Translational investigation of a lithium mimetic on emotional and cognitive processing in healthy volunteers

Lead Research Organisation: University of Oxford
Department Name: Pharmacology


Bipolar disorder disease is a chronic illness characterized by recurrent episodes of aberrant mood that affects around 3% of the world's population. Current therapies for bipolar disorder such as lithium, valproic acid and atypical antipsychotics, such as seroquel, cause serious side effects including liver and kidney damage. There is therefore an urgent need for new therapies that allow long-term mood stabilisation in patients, but are more favourably tolerable. In this project, we propose to confirm the suitability of a known antioxidant that has proven to be safe in humans as a lithium replacement candidate. Our drug inhibits the enzyme inositol monophosphatase, a candidate therapeutic target of lithium and also alters mood and behaviour in animals in a manner similar to lithium. This drug, if successful therefore, would offer for the first time, the potential for physicians to treat bipolar patients without exposing them to harmful side effects.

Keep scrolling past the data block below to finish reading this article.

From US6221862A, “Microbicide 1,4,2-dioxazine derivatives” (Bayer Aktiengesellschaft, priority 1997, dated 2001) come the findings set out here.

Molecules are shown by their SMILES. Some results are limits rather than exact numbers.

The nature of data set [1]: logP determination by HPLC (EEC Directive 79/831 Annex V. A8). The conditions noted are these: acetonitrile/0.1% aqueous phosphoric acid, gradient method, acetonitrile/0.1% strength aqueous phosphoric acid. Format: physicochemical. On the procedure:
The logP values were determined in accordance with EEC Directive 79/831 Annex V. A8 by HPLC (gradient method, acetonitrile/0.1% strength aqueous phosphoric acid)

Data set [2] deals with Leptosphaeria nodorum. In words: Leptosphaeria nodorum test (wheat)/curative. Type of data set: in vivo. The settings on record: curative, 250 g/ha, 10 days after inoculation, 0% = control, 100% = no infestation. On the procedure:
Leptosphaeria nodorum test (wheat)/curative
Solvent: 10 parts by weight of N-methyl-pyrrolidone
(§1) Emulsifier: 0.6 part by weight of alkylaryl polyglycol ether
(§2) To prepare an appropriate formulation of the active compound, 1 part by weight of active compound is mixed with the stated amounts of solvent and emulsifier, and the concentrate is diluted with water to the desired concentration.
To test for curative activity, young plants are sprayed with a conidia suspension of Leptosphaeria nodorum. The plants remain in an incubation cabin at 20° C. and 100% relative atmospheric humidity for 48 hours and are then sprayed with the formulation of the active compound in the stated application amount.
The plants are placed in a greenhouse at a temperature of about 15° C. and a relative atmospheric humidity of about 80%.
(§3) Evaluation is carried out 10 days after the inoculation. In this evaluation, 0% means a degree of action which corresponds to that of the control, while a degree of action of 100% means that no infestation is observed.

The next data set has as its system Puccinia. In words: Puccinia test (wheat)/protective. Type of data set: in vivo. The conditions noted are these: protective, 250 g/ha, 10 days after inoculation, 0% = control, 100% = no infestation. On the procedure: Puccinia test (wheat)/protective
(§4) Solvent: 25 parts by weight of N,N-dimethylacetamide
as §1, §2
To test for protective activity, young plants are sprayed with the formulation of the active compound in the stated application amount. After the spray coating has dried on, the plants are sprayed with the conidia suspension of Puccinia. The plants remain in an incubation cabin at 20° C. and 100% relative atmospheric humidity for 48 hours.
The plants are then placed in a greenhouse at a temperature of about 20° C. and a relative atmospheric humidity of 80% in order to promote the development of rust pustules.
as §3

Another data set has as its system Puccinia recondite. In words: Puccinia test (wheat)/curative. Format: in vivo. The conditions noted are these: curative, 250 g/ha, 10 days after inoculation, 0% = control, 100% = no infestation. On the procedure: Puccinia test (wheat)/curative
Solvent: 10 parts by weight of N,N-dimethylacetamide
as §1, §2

10 25 50
Title Treatment of bipolar disorder 
Description Based on our results from BBSRC Follow-on Funding, we have been granted a patent for the use of ebselen to treat bipolar disorder in both European and World-wide areas. Our tech transfer branch of Oxford University has been in discussions with about 20 big pharma and biotech companies and will take this forward as soon as we analyze the results form our current studies, which are also funded by with Follow-on Funding. Publication number EP2673048 A2 Publication type Application Application number EP20120706085 Publication date Dec 18, 2013 Filing date Jan 18, 2012 Priority date Feb 9, 2011 Also published as WO2012107735A2, WO2012107735A3 Inventors Grant C. CHURCHILL, Sridhar R. VASUDEVAN, Nisha SINGH Applicant Isis Innovation Limited 
IP Reference WO2012107735 
Protection Patent granted
Year Protection Granted 2014
Licensed Yes
Impact It has fostered collaborative research on the drug ebselen. Funding (£1.4 M) from the MRC was secured for a study of impulsiveness in both a rat model and this will be translated into humans in an experimental medicine study. Funding from a Bipolar and Schizophrenia charity in the US called The Stanley Foundation has awarded ~£800,000 to fund a Phase 2, investigator-led efficacy trial for ebselen in bipolar disorder in Oxford. An American biotech company, Sound Pharmaceuticals, has taken a 3-year option on the license of the patent for ebselen and is funding the investigator-led clinical trial to the tune of about £500,000.